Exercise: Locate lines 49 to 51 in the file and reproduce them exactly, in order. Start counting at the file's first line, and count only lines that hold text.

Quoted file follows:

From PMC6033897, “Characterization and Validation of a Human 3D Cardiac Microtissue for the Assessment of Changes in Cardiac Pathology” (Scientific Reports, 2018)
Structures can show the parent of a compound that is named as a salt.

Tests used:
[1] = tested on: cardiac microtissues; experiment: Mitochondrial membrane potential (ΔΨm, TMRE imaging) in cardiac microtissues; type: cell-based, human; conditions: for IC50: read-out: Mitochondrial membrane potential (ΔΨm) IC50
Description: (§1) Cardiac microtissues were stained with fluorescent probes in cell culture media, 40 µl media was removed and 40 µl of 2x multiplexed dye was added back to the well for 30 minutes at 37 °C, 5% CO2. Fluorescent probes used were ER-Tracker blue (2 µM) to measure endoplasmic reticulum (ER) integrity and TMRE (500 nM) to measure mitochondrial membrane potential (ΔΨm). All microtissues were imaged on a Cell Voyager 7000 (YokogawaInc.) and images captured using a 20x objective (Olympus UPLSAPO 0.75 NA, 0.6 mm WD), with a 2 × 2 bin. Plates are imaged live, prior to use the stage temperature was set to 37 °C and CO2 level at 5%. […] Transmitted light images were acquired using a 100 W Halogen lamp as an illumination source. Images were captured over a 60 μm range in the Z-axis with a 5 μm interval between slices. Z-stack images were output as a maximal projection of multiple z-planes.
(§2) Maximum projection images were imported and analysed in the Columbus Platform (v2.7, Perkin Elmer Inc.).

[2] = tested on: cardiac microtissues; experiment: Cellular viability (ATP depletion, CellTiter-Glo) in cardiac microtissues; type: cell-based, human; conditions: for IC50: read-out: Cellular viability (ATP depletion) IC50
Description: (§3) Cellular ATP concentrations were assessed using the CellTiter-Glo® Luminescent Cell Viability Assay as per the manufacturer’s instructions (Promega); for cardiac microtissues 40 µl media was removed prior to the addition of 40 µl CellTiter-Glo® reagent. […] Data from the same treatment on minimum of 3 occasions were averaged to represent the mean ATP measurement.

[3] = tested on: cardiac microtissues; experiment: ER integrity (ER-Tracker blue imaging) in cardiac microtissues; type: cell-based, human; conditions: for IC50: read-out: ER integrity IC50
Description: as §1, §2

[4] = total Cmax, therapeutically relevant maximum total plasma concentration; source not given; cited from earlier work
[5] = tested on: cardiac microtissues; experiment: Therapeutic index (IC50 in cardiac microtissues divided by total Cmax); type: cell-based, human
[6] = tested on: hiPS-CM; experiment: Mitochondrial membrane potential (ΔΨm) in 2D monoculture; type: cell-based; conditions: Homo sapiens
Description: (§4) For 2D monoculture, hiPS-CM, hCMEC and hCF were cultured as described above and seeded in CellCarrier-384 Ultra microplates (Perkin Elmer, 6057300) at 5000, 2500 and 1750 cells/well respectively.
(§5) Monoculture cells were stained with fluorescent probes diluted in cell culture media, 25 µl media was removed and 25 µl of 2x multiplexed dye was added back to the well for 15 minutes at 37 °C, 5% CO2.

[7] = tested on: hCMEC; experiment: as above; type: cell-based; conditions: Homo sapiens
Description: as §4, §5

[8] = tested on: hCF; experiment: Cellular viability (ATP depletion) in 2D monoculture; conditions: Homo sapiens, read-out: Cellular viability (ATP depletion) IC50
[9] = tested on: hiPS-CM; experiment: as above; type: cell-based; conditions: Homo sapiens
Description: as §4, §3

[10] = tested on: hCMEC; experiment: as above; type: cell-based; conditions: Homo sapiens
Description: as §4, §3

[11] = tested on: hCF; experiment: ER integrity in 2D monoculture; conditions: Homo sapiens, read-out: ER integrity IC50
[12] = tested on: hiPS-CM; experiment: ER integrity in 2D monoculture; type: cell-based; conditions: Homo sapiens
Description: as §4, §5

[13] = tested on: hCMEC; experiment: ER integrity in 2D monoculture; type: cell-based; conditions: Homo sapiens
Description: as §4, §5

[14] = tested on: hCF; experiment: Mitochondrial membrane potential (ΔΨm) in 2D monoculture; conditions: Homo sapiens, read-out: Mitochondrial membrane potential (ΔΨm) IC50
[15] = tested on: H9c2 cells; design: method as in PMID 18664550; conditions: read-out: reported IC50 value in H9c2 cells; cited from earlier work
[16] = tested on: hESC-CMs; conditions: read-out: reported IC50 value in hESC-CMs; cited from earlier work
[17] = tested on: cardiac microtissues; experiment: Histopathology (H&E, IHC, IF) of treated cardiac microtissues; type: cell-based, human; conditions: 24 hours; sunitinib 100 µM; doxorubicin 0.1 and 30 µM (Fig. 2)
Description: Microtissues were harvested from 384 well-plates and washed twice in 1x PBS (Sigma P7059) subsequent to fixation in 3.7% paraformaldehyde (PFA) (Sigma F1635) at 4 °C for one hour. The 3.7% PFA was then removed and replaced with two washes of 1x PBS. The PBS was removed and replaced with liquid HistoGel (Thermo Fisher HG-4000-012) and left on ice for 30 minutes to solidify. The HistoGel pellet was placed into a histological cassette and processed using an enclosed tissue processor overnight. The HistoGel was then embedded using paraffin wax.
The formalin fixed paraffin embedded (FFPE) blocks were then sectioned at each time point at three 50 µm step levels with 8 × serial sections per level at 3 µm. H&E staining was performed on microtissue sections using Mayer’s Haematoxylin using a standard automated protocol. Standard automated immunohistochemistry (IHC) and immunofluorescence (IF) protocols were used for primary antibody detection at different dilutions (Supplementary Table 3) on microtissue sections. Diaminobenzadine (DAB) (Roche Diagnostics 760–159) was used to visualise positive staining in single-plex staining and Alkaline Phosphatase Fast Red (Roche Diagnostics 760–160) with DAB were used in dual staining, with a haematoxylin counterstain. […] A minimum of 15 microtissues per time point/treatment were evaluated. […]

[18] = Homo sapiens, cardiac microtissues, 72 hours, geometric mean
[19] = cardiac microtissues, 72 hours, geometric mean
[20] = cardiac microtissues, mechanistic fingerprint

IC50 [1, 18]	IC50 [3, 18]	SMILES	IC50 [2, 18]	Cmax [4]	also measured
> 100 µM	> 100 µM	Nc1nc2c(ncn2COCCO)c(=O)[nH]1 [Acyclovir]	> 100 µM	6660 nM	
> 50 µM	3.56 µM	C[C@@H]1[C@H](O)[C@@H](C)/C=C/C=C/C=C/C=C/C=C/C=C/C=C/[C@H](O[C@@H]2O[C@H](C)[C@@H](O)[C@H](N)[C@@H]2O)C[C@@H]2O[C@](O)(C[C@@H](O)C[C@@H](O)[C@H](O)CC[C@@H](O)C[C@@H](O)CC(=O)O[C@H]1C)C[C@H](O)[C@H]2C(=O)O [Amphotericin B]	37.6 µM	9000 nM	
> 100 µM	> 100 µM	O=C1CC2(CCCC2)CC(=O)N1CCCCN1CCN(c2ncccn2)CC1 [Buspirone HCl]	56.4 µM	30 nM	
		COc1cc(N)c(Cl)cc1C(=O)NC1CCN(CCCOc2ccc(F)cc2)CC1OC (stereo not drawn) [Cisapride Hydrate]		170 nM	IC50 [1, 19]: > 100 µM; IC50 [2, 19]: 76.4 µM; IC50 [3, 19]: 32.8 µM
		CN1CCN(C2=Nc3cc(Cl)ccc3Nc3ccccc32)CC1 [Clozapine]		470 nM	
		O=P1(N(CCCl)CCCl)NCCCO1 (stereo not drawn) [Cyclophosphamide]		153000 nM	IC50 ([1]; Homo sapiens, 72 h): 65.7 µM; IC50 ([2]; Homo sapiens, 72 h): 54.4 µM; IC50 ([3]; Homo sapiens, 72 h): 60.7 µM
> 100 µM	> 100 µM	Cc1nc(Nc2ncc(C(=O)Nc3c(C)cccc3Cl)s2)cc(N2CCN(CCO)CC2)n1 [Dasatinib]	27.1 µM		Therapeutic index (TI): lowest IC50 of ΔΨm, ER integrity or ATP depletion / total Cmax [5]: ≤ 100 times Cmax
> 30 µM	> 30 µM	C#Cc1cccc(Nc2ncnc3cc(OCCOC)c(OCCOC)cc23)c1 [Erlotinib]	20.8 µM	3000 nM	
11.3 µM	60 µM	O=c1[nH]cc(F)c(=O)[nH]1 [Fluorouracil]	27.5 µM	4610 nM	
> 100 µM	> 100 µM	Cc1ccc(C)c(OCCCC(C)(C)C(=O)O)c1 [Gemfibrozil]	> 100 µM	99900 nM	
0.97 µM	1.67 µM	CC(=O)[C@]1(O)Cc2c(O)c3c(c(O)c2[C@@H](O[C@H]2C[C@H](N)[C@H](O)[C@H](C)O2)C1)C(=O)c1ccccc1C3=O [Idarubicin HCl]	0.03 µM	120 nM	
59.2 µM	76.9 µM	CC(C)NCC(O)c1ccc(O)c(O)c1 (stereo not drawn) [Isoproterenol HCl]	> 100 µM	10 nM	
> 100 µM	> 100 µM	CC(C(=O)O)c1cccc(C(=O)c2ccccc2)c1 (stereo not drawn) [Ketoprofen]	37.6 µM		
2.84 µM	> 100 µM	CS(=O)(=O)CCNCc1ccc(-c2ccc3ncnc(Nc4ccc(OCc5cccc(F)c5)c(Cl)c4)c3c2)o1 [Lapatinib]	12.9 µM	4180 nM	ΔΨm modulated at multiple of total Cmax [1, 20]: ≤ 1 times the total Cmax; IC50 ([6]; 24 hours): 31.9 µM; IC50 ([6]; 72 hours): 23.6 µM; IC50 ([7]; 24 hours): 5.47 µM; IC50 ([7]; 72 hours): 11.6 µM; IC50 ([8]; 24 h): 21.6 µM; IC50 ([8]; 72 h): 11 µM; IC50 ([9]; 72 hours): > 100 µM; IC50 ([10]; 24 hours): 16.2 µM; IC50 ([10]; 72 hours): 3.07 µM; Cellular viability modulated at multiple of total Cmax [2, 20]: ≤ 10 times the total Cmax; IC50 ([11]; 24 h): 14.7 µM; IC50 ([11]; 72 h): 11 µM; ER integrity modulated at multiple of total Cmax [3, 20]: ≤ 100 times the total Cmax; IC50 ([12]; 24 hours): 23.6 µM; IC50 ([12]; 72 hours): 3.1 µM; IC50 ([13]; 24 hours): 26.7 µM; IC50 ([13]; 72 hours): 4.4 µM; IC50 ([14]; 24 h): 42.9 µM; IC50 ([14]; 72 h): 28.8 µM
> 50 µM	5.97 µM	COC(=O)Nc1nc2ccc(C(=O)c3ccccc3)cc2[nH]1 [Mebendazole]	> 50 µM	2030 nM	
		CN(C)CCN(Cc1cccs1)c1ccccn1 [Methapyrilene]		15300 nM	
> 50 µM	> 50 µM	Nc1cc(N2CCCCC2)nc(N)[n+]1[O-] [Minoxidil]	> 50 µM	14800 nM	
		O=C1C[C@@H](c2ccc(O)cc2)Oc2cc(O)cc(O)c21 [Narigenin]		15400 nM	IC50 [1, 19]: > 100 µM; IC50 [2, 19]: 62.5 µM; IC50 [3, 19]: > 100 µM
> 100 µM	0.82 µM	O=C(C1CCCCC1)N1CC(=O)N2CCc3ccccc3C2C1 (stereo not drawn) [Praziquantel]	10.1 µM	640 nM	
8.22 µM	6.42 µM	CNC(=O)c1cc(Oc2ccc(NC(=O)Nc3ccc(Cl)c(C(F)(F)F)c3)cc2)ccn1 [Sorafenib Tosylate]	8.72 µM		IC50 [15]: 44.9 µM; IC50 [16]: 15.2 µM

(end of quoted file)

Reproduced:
59.2 µM	76.9 µM	CC(C)NCC(O)c1ccc(O)c(O)c1 (stereo not drawn) [Isoproterenol HCl]	> 100 µM	10 nM	
> 100 µM	> 100 µM	CC(C(=O)O)c1cccc(C(=O)c2ccccc2)c1 (stereo not drawn) [Ketoprofen]	37.6 µM		
2.84 µM	> 100 µM	CS(=O)(=O)CCNCc1ccc(-c2ccc3ncnc(Nc4ccc(OCc5cccc(F)c5)c(Cl)c4)c3c2)o1 [Lapatinib]	12.9 µM	4180 nM	ΔΨm modulated at multiple of total Cmax [1, 20]: ≤ 1 times the total Cmax; IC50 ([6]; 24 hours): 31.9 µM; IC50 ([6]; 72 hours): 23.6 µM; IC50 ([7]; 24 hours): 5.47 µM; IC50 ([7]; 72 hours): 11.6 µM; IC50 ([8]; 24 h): 21.6 µM; IC50 ([8]; 72 h): 11 µM; IC50 ([9]; 72 hours): > 100 µM; IC50 ([10]; 24 hours): 16.2 µM; IC50 ([10]; 72 hours): 3.07 µM; Cellular viability modulated at multiple of total Cmax [2, 20]: ≤ 10 times the total Cmax; IC50 ([11]; 24 h): 14.7 µM; IC50 ([11]; 72 h): 11 µM; ER integrity modulated at multiple of total Cmax [3, 20]: ≤ 100 times the total Cmax; IC50 ([12]; 24 hours): 23.6 µM; IC50 ([12]; 72 hours): 3.1 µM; IC50 ([13]; 24 hours): 26.7 µM; IC50 ([13]; 72 hours): 4.4 µM; IC50 ([14]; 24 h): 42.9 µM; IC50 ([14]; 72 h): 28.8 µM